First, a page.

“Progressive taxation” conventionally means a higher tax rate, as a proportion of income, on higher-income individuals, and regressive taxation conversely means a lower one. For example, income taxes in the US are progressive, while a gas tax is de-facto regressive (since rich people proportionally spend less of their money on gas). Note that, as the last example might imply, a regressive tax scheme may under some circumstances serve progressive political goals, or a progressive tax scheme conservative ones: economists seem singularly bad at avoiding weird connotations in naming things.

            A flat tax, like the payroll tax we’ve been discussing in this subthread, is neither progressive nor regressive.

        • cassander says:

          >(The Red Tribe has similar blind spots. In fact, sometimes they believe the exact same myths that the Blue Tribe believes. It’s fascinating.)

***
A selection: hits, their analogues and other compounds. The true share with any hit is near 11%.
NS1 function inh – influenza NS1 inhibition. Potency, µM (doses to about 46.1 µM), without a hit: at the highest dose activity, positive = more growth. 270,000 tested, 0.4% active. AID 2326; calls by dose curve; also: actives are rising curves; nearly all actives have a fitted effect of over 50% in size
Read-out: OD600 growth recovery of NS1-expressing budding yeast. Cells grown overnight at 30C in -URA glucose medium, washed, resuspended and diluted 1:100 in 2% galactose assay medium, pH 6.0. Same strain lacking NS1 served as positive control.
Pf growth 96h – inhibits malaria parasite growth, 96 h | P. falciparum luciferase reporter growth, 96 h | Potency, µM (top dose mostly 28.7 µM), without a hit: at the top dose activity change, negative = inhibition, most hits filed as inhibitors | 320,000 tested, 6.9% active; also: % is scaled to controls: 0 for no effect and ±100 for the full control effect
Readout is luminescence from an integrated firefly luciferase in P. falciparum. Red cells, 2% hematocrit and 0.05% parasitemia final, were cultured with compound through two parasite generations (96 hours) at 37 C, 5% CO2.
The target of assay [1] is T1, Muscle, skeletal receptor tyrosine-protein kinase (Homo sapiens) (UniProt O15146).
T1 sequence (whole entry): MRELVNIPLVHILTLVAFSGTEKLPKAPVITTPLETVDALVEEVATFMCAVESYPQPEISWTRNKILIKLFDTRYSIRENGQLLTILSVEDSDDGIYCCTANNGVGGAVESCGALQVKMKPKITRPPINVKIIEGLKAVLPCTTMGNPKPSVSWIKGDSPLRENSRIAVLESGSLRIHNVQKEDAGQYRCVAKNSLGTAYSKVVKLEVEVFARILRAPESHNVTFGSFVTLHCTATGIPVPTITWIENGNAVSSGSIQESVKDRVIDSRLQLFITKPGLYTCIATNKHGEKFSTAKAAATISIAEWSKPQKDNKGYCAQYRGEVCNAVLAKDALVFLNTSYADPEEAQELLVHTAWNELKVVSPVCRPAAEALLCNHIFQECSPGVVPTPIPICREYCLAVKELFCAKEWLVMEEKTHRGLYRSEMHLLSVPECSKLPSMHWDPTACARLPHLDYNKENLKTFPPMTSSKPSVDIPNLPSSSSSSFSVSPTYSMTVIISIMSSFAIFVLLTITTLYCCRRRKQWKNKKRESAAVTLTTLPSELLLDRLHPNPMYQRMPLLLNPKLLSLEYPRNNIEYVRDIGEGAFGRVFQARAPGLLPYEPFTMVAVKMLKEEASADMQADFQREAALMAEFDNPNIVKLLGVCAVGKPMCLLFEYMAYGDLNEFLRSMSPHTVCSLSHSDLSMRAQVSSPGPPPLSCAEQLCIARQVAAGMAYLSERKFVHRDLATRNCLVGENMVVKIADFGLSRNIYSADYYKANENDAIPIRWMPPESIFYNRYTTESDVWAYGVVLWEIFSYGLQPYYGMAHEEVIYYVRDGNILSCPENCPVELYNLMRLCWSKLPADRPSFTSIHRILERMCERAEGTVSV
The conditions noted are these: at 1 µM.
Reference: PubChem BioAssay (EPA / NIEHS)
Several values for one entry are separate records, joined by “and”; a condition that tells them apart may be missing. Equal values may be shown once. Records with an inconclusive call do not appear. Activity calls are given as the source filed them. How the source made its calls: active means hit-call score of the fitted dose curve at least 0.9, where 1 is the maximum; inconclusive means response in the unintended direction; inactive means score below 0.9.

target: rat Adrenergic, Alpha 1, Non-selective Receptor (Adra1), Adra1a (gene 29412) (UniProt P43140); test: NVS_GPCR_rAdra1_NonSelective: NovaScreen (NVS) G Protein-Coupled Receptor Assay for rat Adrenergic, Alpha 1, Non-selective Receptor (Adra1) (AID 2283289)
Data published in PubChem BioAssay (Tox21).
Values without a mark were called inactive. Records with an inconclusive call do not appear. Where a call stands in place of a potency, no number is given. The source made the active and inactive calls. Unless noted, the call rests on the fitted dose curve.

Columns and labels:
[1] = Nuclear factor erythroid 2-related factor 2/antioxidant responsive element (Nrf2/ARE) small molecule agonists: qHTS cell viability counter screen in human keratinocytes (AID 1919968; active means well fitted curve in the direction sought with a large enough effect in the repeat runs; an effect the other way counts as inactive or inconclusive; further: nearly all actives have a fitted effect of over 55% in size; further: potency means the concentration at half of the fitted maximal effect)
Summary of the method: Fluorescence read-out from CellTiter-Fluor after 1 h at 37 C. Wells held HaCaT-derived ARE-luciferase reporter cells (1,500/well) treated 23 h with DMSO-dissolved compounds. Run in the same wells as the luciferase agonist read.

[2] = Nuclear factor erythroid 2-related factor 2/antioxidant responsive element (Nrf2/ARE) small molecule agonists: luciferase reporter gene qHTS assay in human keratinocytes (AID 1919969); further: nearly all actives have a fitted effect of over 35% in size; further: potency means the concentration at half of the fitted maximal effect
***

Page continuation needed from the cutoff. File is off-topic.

the best is Reagan. Both red and blue tribe attribute vastly more to him than he actually did. His deregulation got started by carter, and average taxes as a share of GDP from 1950-80 was identical to the figure from 1980-2010

      • Tom Scharf says:

        I see by the “1st world democratic states” caveat we have managed to exclude most heavy redistributive states such as Cuba, Venezuela, the ex Soviet Union, etc. that highlighted this feature as a core of their very existence. So yes, if you ignore all the glaring examples of failure, it sure looks better.